Interior decorators plan and implement decoration schemes for homes, offices, shops and professional rooms. Decorators consider the use to which the area will be put, as well as the budget and the taste of the client.
Interior decorators advise clients on the selection of colour schemes, layout, lighting, furniture, floor coverings, curtains, paint, wallpaper and hardware products (e.g. curtain fittings). After visiting clients’ premises to observe and study existing conditions and to take measurements, they provide sketched designs, specifications and cost estimates to clients for their approval. Once an agreement has been reached, they supervise and coordinate the installation and arrangement of furniture and furnishings.
They may be involved in direct selling if working in a retail shop. Decorators in shops also advise buyers and executives on style and colour trends in interior furnishings.
Interior decorators use colours harmoniously and effectively, while working with architects, interior designers and homeowners to provide expert advice on the variation and effect of using colours and shades.
Clients depend on interior decorators to make their homes and offices as pleasant as possible and might even give them the freedom to plan the entire layout of the decor of a high-rise building or hotel. This would include furnishings, curtains, paint and the other colour touches needed to enhance each room.
When working with architects and given the task of decorating a residential home, for example, an interior decorator is given a copy of the blueprints and consults the owners of the property before studying the structure and deciding on a plan of action. Factors that would have to be taken into consideration would be the size of the rooms, the desired effects and the cost of all the decorating materials. Thus, knowledge of what wallpapers, paints and wall and ceiling finishes are available is essential in order to procure the necessary materials and to decide on the quantities required. If furnishings are needed, the interior decorator would visit retail or wholesale stores with the client and suggest suitable furniture, curtaining, carpets and so on.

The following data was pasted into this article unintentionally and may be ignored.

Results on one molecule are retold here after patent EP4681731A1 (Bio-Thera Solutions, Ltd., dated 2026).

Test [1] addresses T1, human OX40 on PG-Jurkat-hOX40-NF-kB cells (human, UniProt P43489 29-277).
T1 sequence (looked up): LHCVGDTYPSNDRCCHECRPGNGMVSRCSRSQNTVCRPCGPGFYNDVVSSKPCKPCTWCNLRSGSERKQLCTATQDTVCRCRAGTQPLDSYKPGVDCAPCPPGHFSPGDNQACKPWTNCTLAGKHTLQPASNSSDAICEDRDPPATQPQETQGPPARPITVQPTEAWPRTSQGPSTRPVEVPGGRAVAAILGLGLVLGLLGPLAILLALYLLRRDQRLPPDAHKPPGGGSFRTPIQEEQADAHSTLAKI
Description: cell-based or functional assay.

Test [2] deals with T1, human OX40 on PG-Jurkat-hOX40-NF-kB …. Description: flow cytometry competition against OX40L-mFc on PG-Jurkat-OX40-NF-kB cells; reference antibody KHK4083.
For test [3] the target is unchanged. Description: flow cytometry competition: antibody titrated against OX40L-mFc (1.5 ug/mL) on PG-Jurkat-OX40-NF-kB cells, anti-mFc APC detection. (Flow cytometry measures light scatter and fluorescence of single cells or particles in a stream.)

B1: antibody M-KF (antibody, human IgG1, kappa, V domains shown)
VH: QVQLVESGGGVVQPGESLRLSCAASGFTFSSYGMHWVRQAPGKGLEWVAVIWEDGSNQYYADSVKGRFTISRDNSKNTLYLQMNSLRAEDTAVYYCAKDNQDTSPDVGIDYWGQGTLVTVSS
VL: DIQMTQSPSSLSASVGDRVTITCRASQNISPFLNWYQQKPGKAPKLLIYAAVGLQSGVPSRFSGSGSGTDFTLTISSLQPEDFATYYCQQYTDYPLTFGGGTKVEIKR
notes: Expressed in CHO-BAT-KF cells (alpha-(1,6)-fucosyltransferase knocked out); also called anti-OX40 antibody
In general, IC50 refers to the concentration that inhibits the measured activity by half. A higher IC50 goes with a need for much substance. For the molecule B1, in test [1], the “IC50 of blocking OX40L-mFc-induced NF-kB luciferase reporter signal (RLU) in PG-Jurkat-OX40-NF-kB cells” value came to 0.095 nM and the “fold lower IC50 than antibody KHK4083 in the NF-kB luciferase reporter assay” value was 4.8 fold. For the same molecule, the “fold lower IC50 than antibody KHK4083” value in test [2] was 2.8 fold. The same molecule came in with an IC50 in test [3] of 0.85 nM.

Some interior decorators design furniture to be used in various settings. A few decorators work on stage sets to be used in film or television studios; these designers are known as set designers or set decorators.
This career requires a definite artistic talent. It is never easy to choose furnishings, colour and decorating aids for other people. A flair for colour, initiative and a knowledge of technical matters relating to bricks, tiles, undercoats, types of paint and so on are necessary to be successful in interior decorating.
Interior decorators sometimes have to work extended or irregular hours to meet clients’ needs. Working conditions may involve quite a lot of travelling and shopping as well as time spent in the office designing decors. This is a people-orientated career and prospective candidates need to be prepared to spend time with clients and be able to change or alter ideas until solutions are found that are mutually satisfying to all parties.
Interior decorators work in a variety of work settings. They may work in their offices or in the homes and offices of their clients. They may also work in stores and showrooms where furniture and other accessories are sold. A few work in television or motion picture studios or in theatres.
Schooling & School Subjects
Degree: BA Fine Arts - all universities.
Diploma: N.Dip: Interior Design - CPUT, DUT, TUT, UJ, NMMU. Fine Arts - CUT, DUT, TUT, VUT.
Certificate: Port Elizabeth TVET College
A National Higher Diploma: Interior Design, can be achieved with a further one year’s study
In-service training is also possible with practising interior decorators
Some training in interior decorating is included in Home Economics degrees or diploma courses offered by universities
Interior decorating firms
Universities of technology